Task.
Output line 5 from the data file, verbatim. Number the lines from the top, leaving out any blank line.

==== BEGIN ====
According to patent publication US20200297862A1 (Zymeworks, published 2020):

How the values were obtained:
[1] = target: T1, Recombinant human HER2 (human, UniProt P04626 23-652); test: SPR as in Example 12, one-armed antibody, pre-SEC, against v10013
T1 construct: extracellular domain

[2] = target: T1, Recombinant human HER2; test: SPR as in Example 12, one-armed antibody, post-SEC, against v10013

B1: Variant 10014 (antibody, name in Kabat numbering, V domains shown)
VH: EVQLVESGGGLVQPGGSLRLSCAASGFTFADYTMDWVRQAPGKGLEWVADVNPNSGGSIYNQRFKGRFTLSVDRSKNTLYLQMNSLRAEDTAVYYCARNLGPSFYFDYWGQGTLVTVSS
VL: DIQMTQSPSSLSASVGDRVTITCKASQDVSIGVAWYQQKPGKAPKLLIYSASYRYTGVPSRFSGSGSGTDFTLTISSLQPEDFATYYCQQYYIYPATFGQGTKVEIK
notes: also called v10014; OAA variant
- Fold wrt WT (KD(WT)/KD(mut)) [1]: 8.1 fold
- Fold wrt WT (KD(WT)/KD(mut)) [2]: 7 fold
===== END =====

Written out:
[2] = target: T1, Recombinant human HER2; test: SPR as in Example 12, one-armed antibody, post-SEC, against v10013